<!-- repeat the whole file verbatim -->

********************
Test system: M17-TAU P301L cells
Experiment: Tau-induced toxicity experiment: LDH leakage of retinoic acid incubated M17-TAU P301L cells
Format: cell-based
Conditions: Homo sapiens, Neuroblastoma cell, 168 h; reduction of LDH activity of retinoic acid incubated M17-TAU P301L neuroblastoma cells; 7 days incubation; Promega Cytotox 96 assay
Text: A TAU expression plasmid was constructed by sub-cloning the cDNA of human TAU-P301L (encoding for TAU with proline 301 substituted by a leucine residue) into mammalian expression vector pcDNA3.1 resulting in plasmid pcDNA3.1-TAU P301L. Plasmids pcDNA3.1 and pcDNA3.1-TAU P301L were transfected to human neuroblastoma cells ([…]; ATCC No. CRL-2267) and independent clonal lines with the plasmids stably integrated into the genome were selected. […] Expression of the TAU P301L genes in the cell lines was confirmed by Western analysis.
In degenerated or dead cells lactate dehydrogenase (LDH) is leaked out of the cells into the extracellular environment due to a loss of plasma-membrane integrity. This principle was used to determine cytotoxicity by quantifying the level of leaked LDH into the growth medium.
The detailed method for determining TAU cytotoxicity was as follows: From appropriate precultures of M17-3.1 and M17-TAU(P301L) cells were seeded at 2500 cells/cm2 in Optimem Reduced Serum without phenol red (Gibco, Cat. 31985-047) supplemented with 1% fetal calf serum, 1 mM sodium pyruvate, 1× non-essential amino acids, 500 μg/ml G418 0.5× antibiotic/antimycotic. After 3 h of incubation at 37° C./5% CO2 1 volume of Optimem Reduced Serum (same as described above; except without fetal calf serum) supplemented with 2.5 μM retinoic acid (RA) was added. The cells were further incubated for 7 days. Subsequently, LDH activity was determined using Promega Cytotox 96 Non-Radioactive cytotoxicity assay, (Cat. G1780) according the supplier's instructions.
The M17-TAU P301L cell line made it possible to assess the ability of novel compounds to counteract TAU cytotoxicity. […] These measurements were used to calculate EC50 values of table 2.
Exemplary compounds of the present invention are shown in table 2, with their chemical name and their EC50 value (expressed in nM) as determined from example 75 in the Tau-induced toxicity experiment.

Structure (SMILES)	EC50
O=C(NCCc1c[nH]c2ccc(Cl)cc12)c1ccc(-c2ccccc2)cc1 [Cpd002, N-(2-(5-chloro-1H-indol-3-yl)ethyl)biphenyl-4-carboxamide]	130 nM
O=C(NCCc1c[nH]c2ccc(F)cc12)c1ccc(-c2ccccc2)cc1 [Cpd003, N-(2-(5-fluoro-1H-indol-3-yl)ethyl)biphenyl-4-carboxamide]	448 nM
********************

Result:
Test system: M17-TAU P301L cells
Experiment: Tau-induced toxicity experiment: LDH leakage of retinoic acid incubated M17-TAU P301L cells
Format: cell-based
Conditions: Homo sapiens, Neuroblastoma cell, 168 h; reduction of LDH activity of retinoic acid incubated M17-TAU P301L neuroblastoma cells; 7 days incubation; Promega Cytotox 96 assay
Text: A TAU expression plasmid was constructed by sub-cloning the cDNA of human TAU-P301L (encoding for TAU with proline 301 substituted by a leucine residue) into mammalian expression vector pcDNA3.1 resulting in plasmid pcDNA3.1-TAU P301L. Plasmids pcDNA3.1 and pcDNA3.1-TAU P301L were transfected to human neuroblastoma cells ([…]; ATCC No. CRL-2267) and independent clonal lines with the plasmids stably integrated into the genome were selected. […] Expression of the TAU P301L genes in the cell lines was confirmed by Western analysis.
In degenerated or dead cells lactate dehydrogenase (LDH) is leaked out of the cells into the extracellular environment due to a loss of plasma-membrane integrity. This principle was used to determine cytotoxicity by quantifying the level of leaked LDH into the growth medium.
The detailed method for determining TAU cytotoxicity was as follows: From appropriate precultures of M17-3.1 and M17-TAU(P301L) cells were seeded at 2500 cells/cm2 in Optimem Reduced Serum without phenol red (Gibco, Cat. 31985-047) supplemented with 1% fetal calf serum, 1 mM sodium pyruvate, 1× non-essential amino acids, 500 μg/ml G418 0.5× antibiotic/antimycotic. After 3 h of incubation at 37° C./5% CO2 1 volume of Optimem Reduced Serum (same as described above; except without fetal calf serum) supplemented with 2.5 μM retinoic acid (RA) was added. The cells were further incubated for 7 days. Subsequently, LDH activity was determined using Promega Cytotox 96 Non-Radioactive cytotoxicity assay, (Cat. G1780) according the supplier's instructions.
The M17-TAU P301L cell line made it possible to assess the ability of novel compounds to counteract TAU cytotoxicity. […] These measurements were used to calculate EC50 values of table 2.
Exemplary compounds of the present invention are shown in table 2, with their chemical name and their EC50 value (expressed in nM) as determined from example 75 in the Tau-induced toxicity experiment.

Structure (SMILES)	EC50
O=C(NCCc1c[nH]c2ccc(Cl)cc12)c1ccc(-c2ccccc2)cc1 [Cpd002, N-(2-(5-chloro-1H-indol-3-yl)ethyl)biphenyl-4-carboxamide]	130 nM
O=C(NCCc1c[nH]c2ccc(F)cc12)c1ccc(-c2ccccc2)cc1 [Cpd003, N-(2-(5-fluoro-1H-indol-3-yl)ethyl)biphenyl-4-carboxamide]	448 nM